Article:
The Tulsa County Health Department just launched its mosquito surveillance program. Crews set out traps and are spraying areas to kill mosquitoes, and hopefully prevent West Nile Virus.
Officials say a prime time for mosquitos to bite is when it's nearly dark and when you're near water. The recent rainfall has left puddles around the city, those are a breeding ground for the bugs.
Bernard Dindy with the Tulsa Health Department, said, "Most mosquitos like the dirty stagnant water, but they will lay their eggs in clear standing water as well, just whatever they can find."
Trash can lids, flower pots and puddles, all places where bugs breed. The rainfall is great for the drought, but also a great place for mosquitos to hatch. Sometimes those mosquitos carry West Nile Virus.
Epidemiologist, Nicole Schlaefli, said, "Last year we had 13 confirmed cases, so far this year we haven't had any come up to us at this point. So right now we are trying to push prevention."
Dindy said, "We had 13 human cases, but we had approximately 31 pools of mosquitos that tested positive for the sites we set up."
In 2013 traps set in Midtown and north Tulsa neighborhoods had the most confirmed cases of mosquitoes with West Nile.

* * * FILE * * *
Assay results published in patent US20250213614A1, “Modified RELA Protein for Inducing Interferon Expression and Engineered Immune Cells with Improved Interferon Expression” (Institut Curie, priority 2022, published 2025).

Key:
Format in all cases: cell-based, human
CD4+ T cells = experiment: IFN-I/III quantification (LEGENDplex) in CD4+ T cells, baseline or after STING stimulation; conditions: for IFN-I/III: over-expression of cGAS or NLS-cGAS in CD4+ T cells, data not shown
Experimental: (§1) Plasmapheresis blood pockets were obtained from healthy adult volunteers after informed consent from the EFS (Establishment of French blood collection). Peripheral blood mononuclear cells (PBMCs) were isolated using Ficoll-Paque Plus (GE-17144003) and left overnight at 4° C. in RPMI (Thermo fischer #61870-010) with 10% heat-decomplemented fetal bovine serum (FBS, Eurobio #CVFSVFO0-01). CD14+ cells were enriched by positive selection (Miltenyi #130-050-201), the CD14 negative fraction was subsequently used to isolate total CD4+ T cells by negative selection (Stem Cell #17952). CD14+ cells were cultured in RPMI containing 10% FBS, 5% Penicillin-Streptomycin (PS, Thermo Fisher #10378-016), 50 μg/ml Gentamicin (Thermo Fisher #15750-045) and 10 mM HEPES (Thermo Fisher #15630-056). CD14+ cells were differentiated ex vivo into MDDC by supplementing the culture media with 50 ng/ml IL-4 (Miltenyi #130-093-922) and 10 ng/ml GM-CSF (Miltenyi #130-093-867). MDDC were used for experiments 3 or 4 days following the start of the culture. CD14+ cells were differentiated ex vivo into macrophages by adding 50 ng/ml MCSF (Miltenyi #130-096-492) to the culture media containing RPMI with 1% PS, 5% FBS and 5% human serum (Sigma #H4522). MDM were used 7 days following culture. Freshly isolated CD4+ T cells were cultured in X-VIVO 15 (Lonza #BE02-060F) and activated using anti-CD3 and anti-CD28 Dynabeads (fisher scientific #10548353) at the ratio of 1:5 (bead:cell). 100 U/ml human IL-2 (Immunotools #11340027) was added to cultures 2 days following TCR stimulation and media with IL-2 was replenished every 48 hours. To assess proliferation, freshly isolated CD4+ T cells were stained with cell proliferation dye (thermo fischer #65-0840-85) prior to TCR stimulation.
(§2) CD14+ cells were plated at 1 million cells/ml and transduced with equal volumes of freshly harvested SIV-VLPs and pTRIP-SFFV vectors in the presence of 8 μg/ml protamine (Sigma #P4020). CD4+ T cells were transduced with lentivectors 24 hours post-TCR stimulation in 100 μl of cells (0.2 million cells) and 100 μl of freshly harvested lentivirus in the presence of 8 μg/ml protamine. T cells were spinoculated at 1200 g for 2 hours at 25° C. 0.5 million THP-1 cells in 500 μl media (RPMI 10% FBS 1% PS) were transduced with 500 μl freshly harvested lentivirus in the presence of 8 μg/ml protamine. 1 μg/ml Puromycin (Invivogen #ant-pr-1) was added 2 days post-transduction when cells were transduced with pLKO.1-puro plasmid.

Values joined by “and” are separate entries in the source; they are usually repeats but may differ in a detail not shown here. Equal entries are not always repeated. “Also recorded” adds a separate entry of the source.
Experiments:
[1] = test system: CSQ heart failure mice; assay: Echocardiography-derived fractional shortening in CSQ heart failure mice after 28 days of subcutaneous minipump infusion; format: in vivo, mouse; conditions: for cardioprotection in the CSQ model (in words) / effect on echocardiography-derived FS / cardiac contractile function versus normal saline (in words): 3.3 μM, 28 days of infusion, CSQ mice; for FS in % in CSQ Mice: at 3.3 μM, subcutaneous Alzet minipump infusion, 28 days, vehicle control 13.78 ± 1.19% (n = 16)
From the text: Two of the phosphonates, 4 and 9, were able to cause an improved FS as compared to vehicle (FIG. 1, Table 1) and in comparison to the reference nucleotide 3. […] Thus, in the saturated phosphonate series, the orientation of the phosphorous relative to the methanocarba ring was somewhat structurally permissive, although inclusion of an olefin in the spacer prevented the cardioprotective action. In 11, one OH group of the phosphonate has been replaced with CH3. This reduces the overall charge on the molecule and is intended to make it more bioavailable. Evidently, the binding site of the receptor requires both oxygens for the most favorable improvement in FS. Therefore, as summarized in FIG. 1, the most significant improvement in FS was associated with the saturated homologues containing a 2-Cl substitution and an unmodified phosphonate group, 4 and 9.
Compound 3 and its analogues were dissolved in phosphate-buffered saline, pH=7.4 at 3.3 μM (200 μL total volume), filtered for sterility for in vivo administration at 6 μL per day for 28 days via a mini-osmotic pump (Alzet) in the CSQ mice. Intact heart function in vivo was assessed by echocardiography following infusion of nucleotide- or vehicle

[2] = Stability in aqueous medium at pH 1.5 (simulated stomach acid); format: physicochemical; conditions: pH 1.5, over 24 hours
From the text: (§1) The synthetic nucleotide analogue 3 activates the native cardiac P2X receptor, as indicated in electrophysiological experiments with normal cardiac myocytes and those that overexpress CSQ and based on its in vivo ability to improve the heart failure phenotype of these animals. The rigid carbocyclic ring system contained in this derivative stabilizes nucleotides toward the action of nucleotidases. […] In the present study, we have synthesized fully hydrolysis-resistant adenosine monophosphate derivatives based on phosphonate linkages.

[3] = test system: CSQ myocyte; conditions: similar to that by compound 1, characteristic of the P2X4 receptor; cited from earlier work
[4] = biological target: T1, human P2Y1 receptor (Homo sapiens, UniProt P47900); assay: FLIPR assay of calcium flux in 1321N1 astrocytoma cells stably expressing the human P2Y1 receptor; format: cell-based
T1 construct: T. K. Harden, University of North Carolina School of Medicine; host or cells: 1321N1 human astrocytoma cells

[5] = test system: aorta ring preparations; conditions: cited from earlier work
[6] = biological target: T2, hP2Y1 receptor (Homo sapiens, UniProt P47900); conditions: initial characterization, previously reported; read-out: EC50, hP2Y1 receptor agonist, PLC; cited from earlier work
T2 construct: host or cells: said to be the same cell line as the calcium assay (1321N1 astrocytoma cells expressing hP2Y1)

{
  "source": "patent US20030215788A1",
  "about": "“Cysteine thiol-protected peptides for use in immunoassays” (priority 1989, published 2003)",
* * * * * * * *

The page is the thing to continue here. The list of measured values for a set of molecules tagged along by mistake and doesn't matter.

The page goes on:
"We also set out those traps to test mosquitos and sort mosquitos out to test them for the West Nile Virus," Dindy said.
The Health Department has also started their spraying program.
"So they do put out a thin mist, a fog, we want you to say 200 feet behind these trucks," said Dindy.
There are things you can do to protect you and your family.
"So if you are going outside to run or going outside to garden, be sure to wear 20 to 30 percent deet." Schlaefli said.
Dindy said, "Try to eliminate any puddle of water that you have around your house because it doesn't take much for mosquitos to lay their eggs, and it takes seven to ten days for their eggs to hatch out."
The Health Department set out fifty traps Friday. They set the traps in different areas about every two weeks.
The results for Friday's traps will be in next week.